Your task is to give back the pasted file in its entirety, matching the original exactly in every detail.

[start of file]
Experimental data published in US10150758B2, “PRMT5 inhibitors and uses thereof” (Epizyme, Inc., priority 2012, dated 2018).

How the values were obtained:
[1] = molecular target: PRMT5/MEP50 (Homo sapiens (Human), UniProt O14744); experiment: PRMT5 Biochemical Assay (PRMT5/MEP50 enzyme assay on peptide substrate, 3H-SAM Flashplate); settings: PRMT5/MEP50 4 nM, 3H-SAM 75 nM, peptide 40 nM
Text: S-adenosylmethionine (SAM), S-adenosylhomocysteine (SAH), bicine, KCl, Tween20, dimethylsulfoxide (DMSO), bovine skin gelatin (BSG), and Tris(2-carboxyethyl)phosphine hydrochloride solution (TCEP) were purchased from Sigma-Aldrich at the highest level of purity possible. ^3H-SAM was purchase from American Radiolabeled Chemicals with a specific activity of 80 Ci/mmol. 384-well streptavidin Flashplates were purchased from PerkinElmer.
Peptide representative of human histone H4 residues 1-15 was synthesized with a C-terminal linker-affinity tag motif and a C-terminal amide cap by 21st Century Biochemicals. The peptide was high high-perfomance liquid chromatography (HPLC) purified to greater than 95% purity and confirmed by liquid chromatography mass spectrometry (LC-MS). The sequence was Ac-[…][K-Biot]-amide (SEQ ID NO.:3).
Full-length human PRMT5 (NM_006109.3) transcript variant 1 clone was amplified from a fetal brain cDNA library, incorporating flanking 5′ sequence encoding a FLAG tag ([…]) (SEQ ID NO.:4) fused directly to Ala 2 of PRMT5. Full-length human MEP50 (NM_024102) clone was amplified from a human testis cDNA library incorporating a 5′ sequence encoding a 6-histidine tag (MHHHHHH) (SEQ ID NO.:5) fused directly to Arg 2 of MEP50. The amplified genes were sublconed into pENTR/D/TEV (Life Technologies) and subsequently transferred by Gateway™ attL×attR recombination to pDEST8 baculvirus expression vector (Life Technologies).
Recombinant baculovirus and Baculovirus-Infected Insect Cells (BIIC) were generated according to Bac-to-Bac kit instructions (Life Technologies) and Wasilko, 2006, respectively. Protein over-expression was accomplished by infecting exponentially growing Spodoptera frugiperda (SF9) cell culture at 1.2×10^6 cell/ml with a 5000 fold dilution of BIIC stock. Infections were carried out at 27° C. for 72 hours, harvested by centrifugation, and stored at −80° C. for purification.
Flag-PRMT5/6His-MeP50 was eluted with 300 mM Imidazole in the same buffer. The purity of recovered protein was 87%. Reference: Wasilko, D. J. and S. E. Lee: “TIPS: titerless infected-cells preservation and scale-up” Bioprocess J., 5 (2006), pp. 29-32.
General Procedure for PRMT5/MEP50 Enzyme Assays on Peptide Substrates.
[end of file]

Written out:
Experimental data published in US10150758B2, “PRMT5 inhibitors and uses thereof” (Epizyme, Inc., priority 2012, dated 2018).

How the values were obtained:
[1] = molecular target: PRMT5/MEP50 (Homo sapiens (Human), UniProt O14744); experiment: PRMT5 Biochemical Assay (PRMT5/MEP50 enzyme assay on peptide substrate, 3H-SAM Flashplate); settings: PRMT5/MEP50 4 nM, 3H-SAM 75 nM, peptide 40 nM
Text: S-adenosylmethionine (SAM), S-adenosylhomocysteine (SAH), bicine, KCl, Tween20, dimethylsulfoxide (DMSO), bovine skin gelatin (BSG), and Tris(2-carboxyethyl)phosphine hydrochloride solution (TCEP) were purchased from Sigma-Aldrich at the highest level of purity possible. ^3H-SAM was purchase from American Radiolabeled Chemicals with a specific activity of 80 Ci/mmol. 384-well streptavidin Flashplates were purchased from PerkinElmer.
Peptide representative of human histone H4 residues 1-15 was synthesized with a C-terminal linker-affinity tag motif and a C-terminal amide cap by 21st Century Biochemicals. The peptide was high high-perfomance liquid chromatography (HPLC) purified to greater than 95% purity and confirmed by liquid chromatography mass spectrometry (LC-MS). The sequence was Ac-[…][K-Biot]-amide (SEQ ID NO.:3).
Full-length human PRMT5 (NM_006109.3) transcript variant 1 clone was amplified from a fetal brain cDNA library, incorporating flanking 5′ sequence encoding a FLAG tag ([…]) (SEQ ID NO.:4) fused directly to Ala 2 of PRMT5. Full-length human MEP50 (NM_024102) clone was amplified from a human testis cDNA library incorporating a 5′ sequence encoding a 6-histidine tag (MHHHHHH) (SEQ ID NO.:5) fused directly to Arg 2 of MEP50. The amplified genes were sublconed into pENTR/D/TEV (Life Technologies) and subsequently transferred by Gateway™ attL×attR recombination to pDEST8 baculvirus expression vector (Life Technologies).
Recombinant baculovirus and Baculovirus-Infected Insect Cells (BIIC) were generated according to Bac-to-Bac kit instructions (Life Technologies) and Wasilko, 2006, respectively. Protein over-expression was accomplished by infecting exponentially growing Spodoptera frugiperda (SF9) cell culture at 1.2×10^6 cell/ml with a 5000 fold dilution of BIIC stock. Infections were carried out at 27° C. for 72 hours, harvested by centrifugation, and stored at −80° C. for purification.
Flag-PRMT5/6His-MeP50 was eluted with 300 mM Imidazole in the same buffer. The purity of recovered protein was 87%. Reference: Wasilko, D. J. and S. E. Lee: “TIPS: titerless infected-cells preservation and scale-up” Bioprocess J., 5 (2006), pp. 29-32.
General Procedure for PRMT5/MEP50 Enzyme Assays on Peptide Substrates.